In a surprising move, Colorado’s Governor Bill Ritter plans to divert more than $1.3 million intended to fight drunken driving to help fill the state’s budget gap estimated at $318 million.
A recent Denver Post article stated that the $1.3 million, which is raised by a surcharge imposed on everyone convicted of a DUI offense in Colorado, has been used to “pay overtime for cops working the ‘Heat Is On’ crackdowns on long holiday weekends.”
This is particularly relevant as the recent Labor Day Weekend statistics are being tabulated and due to be released shortly.
For Colorado, their planned campaign for Labor Day weekend was to be the last funded by those grants if the legislature approves Ritter’s plan, and as of Tuesday, Sept. 8th, the decision has yet to be made.
As of now, in Colorado everyone convicted of an alcohol- related traffic offense pays a $90 fine, roughly 1/3 of which goes to the Transportation Department to fund grants for DUI enforcement.
The money is then dispersed throughout the local law enforcement agencies. For 2009 a total of $1.4 million was available to 56 police and sheriff’s departments. Nearly $375,000 is expected to be left after the Labor Day enforcement campaign.
This being the money that Ritter reportedly froze in an executive order.
Larimer County sheriff’s Sgt. Gerald Baker, who is the head of the department’s traffic unit was quoted as saying, “It’s going to have an impact on our numbers, and it’s a little too early to say whether it’s going to have an impact on injury accidents or fatalities.”
In 2008, within the state of Colorado, nearly 40% of all DUI related traffic fatalities occurred within a 24 hour window of a holiday; the same time period which is now under jeopardy of losing heightened patrolling.
On Sunday, millions of people across the country will watch the Super Bowl. The event has evolved into more than just a football game, it’s a shared pop culture event.
There are also parties. Lots of Super Bowl parties. Bars and business, friends and family alike will be hosting and attending Super Bowl parties.
The police are well aware of this, and there are news reports from across the country – from Colorado to Pennsylvania – about local law enforcement units increasing DUI patrols around the Super Bowl.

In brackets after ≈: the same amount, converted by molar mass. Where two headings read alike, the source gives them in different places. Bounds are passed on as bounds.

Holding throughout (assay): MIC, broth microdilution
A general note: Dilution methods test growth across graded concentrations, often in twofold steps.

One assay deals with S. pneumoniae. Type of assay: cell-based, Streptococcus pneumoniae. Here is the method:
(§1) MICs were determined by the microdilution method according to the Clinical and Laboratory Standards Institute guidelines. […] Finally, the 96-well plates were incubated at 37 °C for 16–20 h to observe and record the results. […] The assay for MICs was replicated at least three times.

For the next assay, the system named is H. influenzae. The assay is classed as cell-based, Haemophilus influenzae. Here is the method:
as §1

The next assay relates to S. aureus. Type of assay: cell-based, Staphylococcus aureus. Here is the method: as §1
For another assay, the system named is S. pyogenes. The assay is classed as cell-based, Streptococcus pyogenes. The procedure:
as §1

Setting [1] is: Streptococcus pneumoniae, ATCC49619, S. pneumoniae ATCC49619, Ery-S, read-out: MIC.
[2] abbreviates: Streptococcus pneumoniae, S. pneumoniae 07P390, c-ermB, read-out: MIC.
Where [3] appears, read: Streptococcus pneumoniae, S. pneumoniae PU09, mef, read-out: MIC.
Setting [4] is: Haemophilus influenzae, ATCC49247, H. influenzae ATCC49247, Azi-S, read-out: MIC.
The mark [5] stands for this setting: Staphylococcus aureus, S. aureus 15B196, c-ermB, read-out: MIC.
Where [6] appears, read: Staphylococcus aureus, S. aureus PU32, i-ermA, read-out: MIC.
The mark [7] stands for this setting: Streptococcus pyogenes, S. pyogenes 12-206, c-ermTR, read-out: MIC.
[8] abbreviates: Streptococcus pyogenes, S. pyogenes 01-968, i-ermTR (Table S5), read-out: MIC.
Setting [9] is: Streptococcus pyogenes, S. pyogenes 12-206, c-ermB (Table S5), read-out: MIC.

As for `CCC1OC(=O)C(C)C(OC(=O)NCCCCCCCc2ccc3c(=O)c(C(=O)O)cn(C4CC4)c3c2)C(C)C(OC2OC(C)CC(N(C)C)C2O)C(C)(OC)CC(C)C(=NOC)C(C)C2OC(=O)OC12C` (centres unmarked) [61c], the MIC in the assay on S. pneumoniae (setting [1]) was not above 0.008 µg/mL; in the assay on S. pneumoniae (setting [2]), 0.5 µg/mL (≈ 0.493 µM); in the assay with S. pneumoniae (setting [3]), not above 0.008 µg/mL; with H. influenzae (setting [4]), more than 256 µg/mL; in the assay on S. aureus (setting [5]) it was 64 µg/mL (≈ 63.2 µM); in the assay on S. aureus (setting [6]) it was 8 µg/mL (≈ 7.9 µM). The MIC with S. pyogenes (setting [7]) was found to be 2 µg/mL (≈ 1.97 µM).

In fact, many police departments increased DUI patrols around the NFL playoffs. So you can be sure they’ll be watching for drunk drivers this Sunday.
What can you do?
1. Plan ahead. Your Super Bowl party plans should include more than where you’re going and how much you’ll be eating. Make sure you have a safe ride to and from your party. Any safe ride will do: Designated driver, cab, public transportation.
2. Know your state DUI laws. There’s a lot on the line if you drink and drive. Many states now require ignition interlock devices for first offenders. If you refuse a breathalyzer test you may face immediate license suspension.
3. If you are arrested for DUI, contact a DUI lawyer immediately. A lawyer will know the DUI laws in your state, and answer any questions you have about the long-term impact of a DUI.
Be safe this weekend and enjoy the big game!
Many have argued that DUI should be just one reason to cite a driver for driving when he shouldn’t be. Over-the-road truck driving have long been required to get enough sleep.
Now, states are considering laws against using technology while driving.
According to USA Today, states across the country are passing bills banning the use of technology, such as fax machines, DVD players, and video games, while driving. Most bills mandate a fine between $50 and $600.
In California, 3,200 drivers have been pulled over for watching DVDs and TVs since 2003.
Washington recently banned texting while driving. “TWD” carries a $101 fine. Several months ago, in Colorado, a bicyclist was killed by a driver who was texting. Strangely enough, the Colorado legislature has not passed a no texting bill.